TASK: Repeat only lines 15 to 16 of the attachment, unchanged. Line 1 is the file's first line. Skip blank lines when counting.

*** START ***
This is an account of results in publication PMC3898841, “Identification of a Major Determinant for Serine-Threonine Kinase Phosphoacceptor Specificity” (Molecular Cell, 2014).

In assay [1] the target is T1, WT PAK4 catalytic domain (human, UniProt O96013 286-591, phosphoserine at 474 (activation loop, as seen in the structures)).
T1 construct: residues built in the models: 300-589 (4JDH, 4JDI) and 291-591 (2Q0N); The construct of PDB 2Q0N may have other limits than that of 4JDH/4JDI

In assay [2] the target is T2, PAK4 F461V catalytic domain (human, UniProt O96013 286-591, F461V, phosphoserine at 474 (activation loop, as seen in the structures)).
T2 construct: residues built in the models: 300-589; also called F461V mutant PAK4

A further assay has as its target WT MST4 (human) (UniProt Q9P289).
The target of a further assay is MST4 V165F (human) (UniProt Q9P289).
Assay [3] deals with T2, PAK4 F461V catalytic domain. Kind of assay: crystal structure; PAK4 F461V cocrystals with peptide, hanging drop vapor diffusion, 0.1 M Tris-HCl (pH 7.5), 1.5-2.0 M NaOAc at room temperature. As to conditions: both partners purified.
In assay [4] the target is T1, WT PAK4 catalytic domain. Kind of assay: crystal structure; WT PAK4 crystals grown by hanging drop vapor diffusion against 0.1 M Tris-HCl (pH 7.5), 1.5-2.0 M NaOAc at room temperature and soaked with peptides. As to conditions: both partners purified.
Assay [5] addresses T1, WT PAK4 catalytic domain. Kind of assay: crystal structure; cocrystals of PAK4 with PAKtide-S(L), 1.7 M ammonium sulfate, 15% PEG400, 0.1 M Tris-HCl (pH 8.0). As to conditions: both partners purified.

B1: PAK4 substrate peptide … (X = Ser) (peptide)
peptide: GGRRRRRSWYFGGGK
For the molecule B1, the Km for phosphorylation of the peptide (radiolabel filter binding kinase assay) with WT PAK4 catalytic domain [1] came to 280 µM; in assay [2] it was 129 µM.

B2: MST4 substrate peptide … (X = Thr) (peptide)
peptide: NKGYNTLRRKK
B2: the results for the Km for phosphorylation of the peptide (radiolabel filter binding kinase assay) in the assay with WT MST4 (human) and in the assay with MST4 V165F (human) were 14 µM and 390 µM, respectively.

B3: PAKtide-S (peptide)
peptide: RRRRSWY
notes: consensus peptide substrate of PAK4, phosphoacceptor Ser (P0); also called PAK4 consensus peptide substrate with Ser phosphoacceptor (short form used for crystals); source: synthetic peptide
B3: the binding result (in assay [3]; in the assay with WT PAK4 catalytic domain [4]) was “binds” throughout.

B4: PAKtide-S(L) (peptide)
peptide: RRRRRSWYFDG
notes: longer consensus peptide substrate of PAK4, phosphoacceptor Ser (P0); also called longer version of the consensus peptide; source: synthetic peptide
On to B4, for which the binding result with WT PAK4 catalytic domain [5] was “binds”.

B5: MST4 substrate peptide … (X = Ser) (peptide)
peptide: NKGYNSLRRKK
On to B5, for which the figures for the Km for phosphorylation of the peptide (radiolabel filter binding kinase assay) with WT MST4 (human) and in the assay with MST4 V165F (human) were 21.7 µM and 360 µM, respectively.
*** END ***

peptide: NKGYNTLRRKK
B2: the results for the Km for phosphorylation of the peptide (radiolabel filter binding kinase assay) in the assay with WT MST4 (human) and in the assay with MST4 V165F (human) were 14 µM and 390 µM, respectively.